< 36.213 - Table Mapping of TPC Command Field in DCI format 0/0A/0B/3/4/4A/4B/6-0A/3B to absolute and accumulated δ_PUSCH,c values >


< 36.213 - Table Mapping of TPC Command Field in DCI format 3A/3B to accumulated δ_PUSCH,c values >



Many people think Power Control would be pretty simple and only in RF related issue. But as you saw in this process, it is pretty complicated process and you have to check a lot of parameters when you do some troubleshooting about the power related issues. You would do a lot of these troubleshooting when you do 56.121 RF conformance testing.




PUCCH Power Control


Now let's look into PUCCH. As above, I would rewrite the formula in my text format for easy type writing.

    P_PUCCH(i) = min{P_CMAX, P_0_PUCCH + PL + h(n_CQI, n_HARQ) + Delta_F_PUCCH(F) + g(i)}

i : Subframe Number

j : This can be 0 or 1

P_O_PUCCH:  P_O_NOMINAL_PUCCH + P_O_UE_PUCCH, where P_O_NOMINAL_PUCCH and P_O_UE_PUCCH came from higher layer(SIB2 or RRC Connection Setup or RRC Connection Reconfiguration).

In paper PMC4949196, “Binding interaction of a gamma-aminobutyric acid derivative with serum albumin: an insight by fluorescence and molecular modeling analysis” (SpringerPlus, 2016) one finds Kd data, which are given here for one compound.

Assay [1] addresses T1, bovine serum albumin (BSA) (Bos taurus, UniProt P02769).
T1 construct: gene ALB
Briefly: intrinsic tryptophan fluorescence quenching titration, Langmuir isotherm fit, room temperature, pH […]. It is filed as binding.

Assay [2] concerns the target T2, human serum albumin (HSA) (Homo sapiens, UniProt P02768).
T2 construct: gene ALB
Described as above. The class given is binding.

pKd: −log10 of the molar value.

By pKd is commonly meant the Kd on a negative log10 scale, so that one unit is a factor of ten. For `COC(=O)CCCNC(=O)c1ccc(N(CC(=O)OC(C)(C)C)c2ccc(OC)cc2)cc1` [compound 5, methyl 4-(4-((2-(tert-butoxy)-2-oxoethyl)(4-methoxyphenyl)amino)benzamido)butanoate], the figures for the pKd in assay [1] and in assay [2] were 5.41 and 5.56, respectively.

Delta_F_PUCCH(F) : Provided by Higher Layer(SIB2).


    Each of PUCCH format is defined in Table 5.4.1 of 36.211


    < 36.211-Table 5.4-1: Supported PUCCH formats >


h(n_CQI, n_HARQ) : A specific number determined by PUCCH format, Number CQI bits, Number of HARQ value (Refer to UE behaviour of 36.213)

g(i) : is defined by following equation.

    g(i) = g(i-1) + delta_PUCCH(i-4), This shows that the current g(i) is determined by the previous subframe g() and g() of 4 subframe earlier.